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## Section5.2Points, Lines & Planes in Space

CalcPlot3D makes it easy to explore the relationships between points, lines, and planes in space. Below are some explorations to help you see how this can be done.

### Subsection5.2.1The Plane through Three Non-Collinear Points

###### Exploration5.2.1

a. Find the equation of the plane containing the points $(2, 0, 1)\text{,}$ $(-1, 2, 3)\text{,}$ and $(0, 2, -2)\text{.}$

b. Graph this plane along with the three points to verify that all three points lie on the plane. To do this, first solve the plane equation for $z$ and graph the plane, entering it in the provided function box on the left. To see its graph, either press enter on the function or click the Graph button. Just above this function there should be a dropdown menu labeled: Add to graph. Select to add a Point (x, y, z), entering the coordinates of one of the points. You can use the default size and colors. (If you wish to vary these settings, be sure the points still show up well in the printout.) Note that the checkbox to the left of a function, point, or other object needs to be selected if you wish to see that object in the plot.

Repeat these steps to add the other two points. Rotate the plot to verify that all the points lie on the plane and then find a clear view of the plane with the three points on it. Use the Print Plot menu option on the File menu at the top left corner of the CalcPlot3D app to print out your resulting view and hand this printout in with this assignment.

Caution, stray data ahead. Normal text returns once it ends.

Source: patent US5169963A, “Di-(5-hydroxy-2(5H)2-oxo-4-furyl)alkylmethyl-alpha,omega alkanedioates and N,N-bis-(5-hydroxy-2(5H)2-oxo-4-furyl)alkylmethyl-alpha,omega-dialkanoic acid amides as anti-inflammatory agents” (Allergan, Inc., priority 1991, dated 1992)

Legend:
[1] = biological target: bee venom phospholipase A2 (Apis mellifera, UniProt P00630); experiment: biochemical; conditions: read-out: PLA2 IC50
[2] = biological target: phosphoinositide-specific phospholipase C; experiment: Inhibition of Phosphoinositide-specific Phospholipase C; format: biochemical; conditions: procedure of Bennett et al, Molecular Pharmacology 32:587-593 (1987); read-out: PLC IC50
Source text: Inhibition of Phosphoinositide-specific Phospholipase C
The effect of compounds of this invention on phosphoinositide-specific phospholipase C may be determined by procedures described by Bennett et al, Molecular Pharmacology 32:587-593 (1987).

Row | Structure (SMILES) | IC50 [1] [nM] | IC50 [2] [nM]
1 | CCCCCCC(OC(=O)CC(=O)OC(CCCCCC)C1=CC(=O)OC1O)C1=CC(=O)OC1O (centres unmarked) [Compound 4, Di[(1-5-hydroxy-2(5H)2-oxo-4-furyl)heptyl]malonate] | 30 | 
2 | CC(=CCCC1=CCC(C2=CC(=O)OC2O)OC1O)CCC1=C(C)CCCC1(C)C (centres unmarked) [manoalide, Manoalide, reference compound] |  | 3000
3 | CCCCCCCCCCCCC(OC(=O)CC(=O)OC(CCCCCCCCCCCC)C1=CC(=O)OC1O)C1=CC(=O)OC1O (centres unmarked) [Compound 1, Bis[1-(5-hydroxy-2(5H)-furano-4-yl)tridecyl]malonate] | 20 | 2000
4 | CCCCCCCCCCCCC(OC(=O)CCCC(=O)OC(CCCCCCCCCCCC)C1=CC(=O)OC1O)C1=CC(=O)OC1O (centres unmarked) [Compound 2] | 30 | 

Answer: The plane equation is: $z = (22 – 10x – 13y)/2$

### Subsection5.2.2The Line of Intersection of Two Planes

###### Exploration5.2.2

a. Determine the line of intersection of the following two planes. Write the parametric equations for this line, showing all work.

\begin{equation*} 2x + y – 2z = 5 \quad\text{and}\quad 3x – 6y – 2z = 15 \end{equation*}

b. Use the CalcPlot3D app to display these two planes. To do this, solve each planar equation for $z\text{,}$ and enter them in the app, using two function objects. There is one there when you open the app, and you can add another by selecting Function: $z = f(x, y)$ on the Add to graph menu. Zoom out a couple times (if necessary) until you can see both planes along with their intersection. Now add the line of intersection. (To do this, choose Space Curve: r(t) from the Add to graph menu, and enter the parametric equations for the line.) Rotate the 3D view to verify that your line is indeed the intersection of the two planes. Rotate until you have a good view of the two planes and the line of intersection. Use the Print Plot menu option on the File menu at the top left corner of the CalcPlot3D app to print out your resulting view and hand this printout in with this assignment.

Here are the plane equations, solved for $z\text{:}$